Patent Attorneys

This section is for Patent Attorneys outside Canada looking to file patents in Canada.

The Canadian Intellectual Property Office (CIPO) is a Canadian federal government agency under the direction of the Minister of Industry that houses the Patent Office, the Trade-Marks Office, the Industrial Designs Office and the Copyright Branch. The Commissioner of Patents is likewise the head of the other CIPO Offices. CIPO is located in Gatineau, Québec, some two hours from Montréal.

Population: 32.9 million

Size of economy: 8th largest in the world, highly integrated with US economy

Character of economy (by GDP): 31% Manufacturing, 3% Agriculture, 66% Services

Legal system: Common Law for IP Statutes and all provinces except Québec (Civil Law) International

Treaties: Paris Convention, PCT, WTO-TRIPS and PLT (coming in-force soon)

Novelty and Grace Period: Invention must not be disclosed in any form anywhere in the world before priority date, with an exception for information disclosed directly or indirectly from the Applicant not more than one year before filing date in Canada or PCT International Filing Date. No declaration of non-prejudicial disclosure is required for grace period effect. Content of unpublished Canadian patent applications having earlier filing date are prior art for novelty, but not obviousness.

Publication: Automatic at 18 months.

Term: 20 years from filing date.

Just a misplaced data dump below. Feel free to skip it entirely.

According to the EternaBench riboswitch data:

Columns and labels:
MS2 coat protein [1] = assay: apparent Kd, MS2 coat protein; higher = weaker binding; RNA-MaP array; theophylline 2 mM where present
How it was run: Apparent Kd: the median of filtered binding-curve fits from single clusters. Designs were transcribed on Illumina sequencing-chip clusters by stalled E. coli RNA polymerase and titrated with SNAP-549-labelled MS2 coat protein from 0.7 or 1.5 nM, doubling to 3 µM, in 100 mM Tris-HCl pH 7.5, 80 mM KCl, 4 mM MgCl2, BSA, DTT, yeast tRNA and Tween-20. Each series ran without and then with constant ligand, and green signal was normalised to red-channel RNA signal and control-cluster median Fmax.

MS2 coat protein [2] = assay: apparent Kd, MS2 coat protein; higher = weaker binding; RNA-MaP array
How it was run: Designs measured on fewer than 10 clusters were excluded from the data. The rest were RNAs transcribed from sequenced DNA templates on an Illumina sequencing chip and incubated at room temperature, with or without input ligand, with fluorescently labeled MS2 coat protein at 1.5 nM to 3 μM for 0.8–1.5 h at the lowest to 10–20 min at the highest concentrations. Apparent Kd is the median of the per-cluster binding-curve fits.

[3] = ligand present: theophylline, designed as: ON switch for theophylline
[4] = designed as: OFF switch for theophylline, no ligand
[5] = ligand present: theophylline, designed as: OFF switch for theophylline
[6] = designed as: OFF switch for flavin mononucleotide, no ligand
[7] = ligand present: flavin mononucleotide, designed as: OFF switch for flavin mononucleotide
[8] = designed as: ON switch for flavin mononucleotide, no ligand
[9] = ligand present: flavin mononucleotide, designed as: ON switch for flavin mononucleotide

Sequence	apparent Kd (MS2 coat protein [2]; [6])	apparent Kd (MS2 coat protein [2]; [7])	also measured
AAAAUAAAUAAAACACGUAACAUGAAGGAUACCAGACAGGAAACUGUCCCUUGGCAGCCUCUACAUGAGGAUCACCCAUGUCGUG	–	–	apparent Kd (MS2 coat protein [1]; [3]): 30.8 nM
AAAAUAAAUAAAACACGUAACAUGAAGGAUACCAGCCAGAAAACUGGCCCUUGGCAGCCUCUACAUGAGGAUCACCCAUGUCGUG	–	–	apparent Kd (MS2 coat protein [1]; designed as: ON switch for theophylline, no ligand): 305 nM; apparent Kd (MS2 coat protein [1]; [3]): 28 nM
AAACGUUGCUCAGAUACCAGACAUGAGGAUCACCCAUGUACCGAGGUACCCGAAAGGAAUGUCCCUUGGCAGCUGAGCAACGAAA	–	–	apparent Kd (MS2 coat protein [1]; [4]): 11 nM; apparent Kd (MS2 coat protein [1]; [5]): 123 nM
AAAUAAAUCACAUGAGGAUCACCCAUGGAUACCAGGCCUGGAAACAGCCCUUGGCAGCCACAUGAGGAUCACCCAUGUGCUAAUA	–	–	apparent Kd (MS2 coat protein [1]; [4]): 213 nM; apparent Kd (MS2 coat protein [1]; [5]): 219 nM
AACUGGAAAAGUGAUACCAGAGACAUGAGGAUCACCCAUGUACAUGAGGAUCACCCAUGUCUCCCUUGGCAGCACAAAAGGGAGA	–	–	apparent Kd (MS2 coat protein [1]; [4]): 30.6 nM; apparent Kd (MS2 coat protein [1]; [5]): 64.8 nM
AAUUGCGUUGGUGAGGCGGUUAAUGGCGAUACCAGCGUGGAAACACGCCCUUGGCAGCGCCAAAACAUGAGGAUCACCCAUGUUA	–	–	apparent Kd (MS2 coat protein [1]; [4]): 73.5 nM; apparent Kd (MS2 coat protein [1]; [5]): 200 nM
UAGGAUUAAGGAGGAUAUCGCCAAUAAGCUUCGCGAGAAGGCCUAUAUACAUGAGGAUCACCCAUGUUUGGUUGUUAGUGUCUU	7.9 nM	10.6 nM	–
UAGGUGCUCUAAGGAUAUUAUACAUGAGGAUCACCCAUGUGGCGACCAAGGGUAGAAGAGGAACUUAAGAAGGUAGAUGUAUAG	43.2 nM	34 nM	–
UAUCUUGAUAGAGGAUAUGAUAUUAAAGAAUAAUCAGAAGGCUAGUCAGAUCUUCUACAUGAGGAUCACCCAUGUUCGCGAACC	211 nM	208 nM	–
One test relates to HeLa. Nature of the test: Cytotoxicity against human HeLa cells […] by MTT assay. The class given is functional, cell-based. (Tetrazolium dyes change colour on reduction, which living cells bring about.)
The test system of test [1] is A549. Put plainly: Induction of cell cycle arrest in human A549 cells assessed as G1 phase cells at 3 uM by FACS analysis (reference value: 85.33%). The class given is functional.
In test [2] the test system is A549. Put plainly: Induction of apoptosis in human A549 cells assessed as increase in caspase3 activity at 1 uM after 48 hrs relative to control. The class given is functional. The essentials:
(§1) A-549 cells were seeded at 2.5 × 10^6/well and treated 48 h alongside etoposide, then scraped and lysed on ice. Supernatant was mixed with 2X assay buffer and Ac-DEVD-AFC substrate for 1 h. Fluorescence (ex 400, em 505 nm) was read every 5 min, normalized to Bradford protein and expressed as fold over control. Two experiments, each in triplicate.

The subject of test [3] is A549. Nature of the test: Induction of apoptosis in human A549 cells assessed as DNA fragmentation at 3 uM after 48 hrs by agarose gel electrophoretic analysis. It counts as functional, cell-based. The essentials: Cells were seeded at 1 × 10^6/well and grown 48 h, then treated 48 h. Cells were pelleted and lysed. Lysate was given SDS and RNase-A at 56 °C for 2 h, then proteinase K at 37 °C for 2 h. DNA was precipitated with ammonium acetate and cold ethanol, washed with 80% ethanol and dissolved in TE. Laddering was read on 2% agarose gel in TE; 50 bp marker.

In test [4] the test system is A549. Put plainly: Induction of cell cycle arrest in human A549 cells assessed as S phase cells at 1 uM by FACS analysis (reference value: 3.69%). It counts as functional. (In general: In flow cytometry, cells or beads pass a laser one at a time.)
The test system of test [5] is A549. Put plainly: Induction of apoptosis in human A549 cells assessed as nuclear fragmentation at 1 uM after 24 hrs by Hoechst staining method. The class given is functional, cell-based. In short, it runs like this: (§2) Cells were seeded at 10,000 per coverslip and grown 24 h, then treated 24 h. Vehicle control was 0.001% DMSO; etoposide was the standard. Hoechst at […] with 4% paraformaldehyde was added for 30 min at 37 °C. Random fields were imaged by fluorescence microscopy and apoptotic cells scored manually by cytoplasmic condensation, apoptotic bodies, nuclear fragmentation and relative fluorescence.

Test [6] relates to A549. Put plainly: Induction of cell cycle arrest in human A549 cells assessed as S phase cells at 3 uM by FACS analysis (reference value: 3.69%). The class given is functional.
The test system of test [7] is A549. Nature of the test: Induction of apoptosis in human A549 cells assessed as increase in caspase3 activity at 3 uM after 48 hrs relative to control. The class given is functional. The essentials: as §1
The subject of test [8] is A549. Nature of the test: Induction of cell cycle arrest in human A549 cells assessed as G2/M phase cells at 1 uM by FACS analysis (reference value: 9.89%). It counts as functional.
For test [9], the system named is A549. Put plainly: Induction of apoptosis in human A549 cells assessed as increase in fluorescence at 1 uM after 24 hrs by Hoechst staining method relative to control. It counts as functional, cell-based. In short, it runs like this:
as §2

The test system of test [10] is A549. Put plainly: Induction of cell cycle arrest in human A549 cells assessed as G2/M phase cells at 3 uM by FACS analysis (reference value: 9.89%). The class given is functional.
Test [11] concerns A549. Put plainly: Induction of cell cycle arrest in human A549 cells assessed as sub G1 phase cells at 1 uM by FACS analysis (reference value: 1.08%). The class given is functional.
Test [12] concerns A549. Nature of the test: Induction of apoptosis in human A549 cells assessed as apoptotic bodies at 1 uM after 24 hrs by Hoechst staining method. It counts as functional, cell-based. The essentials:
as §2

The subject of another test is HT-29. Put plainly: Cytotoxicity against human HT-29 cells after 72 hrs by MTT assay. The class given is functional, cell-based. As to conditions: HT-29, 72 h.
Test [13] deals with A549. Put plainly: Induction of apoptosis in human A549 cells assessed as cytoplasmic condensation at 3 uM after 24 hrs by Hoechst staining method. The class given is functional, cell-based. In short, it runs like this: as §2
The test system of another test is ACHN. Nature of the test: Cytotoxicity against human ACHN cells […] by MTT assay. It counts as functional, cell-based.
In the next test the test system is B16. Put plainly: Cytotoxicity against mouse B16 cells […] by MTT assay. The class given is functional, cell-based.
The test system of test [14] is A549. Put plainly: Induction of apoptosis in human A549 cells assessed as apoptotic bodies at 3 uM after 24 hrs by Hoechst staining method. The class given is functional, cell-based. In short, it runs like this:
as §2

Maintenance fees: Due annually from 2nd anniversary of filing date to 19th.

Examination: Substantive examination. Request to be filed by 5th anniversary. First Office Action issued about 2 years from request for examination.

Claims: PCT-style multiple dependencies accepted by Rule. EPO-style dependencies often accepted. No claim fees or limits.

Languages accepted at filing: English or French only.

Power of Attorney: not required for agent presenting application or national phase.

Certified copies of priority documents: Not required or accepted at filing.

Assignment: Optional but recommended for transfer of rights from inventors to initial Applicant. Original of assignment document not required.

PCT national phase entry due date: 30 months. Late entry permitted by 42 months with payment of late fee (no petition or justification required). Caution: Late entry is the only safeguard mechanism to correct a defect making a national phase entry incomplete, and it is not recommended for regular use.

Statistics Canada